On Historical Rankings of Presidents

Nate Silver has an interesting piece attempting to forecast how historians will ultimately rank Obama, based on what we know about his presidency thus far. I don’t know if he intended this, but Silver did an excellent job undermining the value of these rankings altogether. Reasonable people, of course, may disagree about whether a president was good or not, but we generally have faith that the historians who contribute to these rankings know this material a lot better than we do and aren’t misled by myth and hagiography. Silver’s post suggests that this faith is misguided.

Note this section:

There were five presidents who died during their first terms. It is hard to know how to rank them, particularly William Henry Harrison, who survived for just 32 days into his presidency. However, when asked to do so, historians have viewed four of the five unsympathetically. The exception is John F. Kennedy, whom the historians rank ninth overall. 

I recognize this might be an unpopular position, but one can ask if there is some inconsistency here: whether Kennedy has been ranked so highly based more on his potential than his actual accomplishments…. Harrison, who accomplished almost literally nothing, is not regarded as average but instead as the fourth-worst president. (Put another way, only three presidents’ accomplishments are regarded as having been worse than nothing.) If that is the measure, it is hard to see how Kennedy is ranked similarly to Dwight D. Eisenhower by the historians, when Eisenhower had a very popular and productive presidency and served for almost three times as long.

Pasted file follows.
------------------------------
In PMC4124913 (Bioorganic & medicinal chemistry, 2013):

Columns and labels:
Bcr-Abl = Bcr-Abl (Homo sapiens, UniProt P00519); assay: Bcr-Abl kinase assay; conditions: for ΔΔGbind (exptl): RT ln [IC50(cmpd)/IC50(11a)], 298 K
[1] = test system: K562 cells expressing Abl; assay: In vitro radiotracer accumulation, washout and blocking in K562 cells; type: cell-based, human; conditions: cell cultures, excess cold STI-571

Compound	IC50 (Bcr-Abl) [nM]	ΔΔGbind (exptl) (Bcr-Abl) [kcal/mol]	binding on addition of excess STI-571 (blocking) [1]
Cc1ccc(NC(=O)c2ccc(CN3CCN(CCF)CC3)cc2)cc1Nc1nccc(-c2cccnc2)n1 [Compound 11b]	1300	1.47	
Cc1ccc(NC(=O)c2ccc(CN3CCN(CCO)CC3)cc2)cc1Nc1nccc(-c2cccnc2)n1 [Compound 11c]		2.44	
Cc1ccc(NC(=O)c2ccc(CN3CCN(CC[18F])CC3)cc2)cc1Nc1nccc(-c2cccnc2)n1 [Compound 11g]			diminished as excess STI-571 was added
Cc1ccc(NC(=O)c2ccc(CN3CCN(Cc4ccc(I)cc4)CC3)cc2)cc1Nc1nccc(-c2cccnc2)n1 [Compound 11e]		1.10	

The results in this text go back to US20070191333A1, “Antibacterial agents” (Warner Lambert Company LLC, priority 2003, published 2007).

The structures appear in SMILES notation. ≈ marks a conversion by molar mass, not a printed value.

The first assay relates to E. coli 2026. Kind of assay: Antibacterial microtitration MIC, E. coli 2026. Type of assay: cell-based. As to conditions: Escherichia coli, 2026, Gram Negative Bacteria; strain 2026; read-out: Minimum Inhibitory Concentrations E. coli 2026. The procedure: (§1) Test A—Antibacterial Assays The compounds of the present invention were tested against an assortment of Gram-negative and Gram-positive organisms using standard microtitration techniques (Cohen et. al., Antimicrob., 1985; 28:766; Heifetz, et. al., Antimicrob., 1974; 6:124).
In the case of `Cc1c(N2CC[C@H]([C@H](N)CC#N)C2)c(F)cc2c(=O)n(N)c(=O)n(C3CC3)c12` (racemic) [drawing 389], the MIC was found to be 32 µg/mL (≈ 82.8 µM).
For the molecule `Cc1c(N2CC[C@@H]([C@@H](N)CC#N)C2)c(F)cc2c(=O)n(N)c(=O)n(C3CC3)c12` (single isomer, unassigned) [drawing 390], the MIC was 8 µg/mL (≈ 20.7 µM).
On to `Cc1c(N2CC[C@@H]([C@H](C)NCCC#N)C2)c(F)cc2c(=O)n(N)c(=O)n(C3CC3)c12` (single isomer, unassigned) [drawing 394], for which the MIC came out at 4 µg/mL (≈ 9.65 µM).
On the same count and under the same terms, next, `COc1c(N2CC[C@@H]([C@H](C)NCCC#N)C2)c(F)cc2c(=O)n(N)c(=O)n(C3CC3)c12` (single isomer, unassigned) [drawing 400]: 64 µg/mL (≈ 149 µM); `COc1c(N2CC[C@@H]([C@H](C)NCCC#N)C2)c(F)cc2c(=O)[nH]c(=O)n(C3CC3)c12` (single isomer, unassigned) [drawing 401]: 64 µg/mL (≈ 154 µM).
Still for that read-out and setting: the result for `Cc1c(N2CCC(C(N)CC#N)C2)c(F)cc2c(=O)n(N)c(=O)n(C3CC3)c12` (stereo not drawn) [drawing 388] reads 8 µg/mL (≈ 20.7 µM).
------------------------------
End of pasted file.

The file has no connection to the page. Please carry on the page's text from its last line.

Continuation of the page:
I think it would be quite fair to just omit William Henry Harrison from such rankings — how can we have any idea how he would have fared? — but to rank him among the worst presidents just seems silly (and rude). And Kennedy is a whole other issue. Why is he considered the ninth best president of all time? His accomplishments while alive were fairly meager, and while he may have claimed many of the successes that Lyndon Johnson won had he survived 1963 and won reelection the following year, he likely would have had many of the same problems that befell LBJ, notably the Vietnam War. Is it possible that presidential historians have fallen for the same post-mortem hagiography on JFK that the public has?

I don’t know what an ideal presidential ranking system would look like. I suppose my fantasy ranking would somehow factor out economic performance, the partisan makeup of Congress, and other factors largely out of the president’s control, and just assess how well the president managed to enact his agenda. But, of course, we’d also need to assess whether that agenda was actually good for the country — both Bushes convinced Congress to endorse war on Iraq, but were both those actions good ideas? — and that’s a lot squishier.

I don’t mean to bash historians. (Some of my best friends are historians! Seriously!) I’m sure that ranked lists trivialize much of what historians do. But if you’re going to rank presidents… well, I’m just not sure we’re really learning anything from these lists.

[Cross-posted at Mischiefs of Faction]

Seth Masket

Seth Masket is an associate professor of political science at the University of Denver.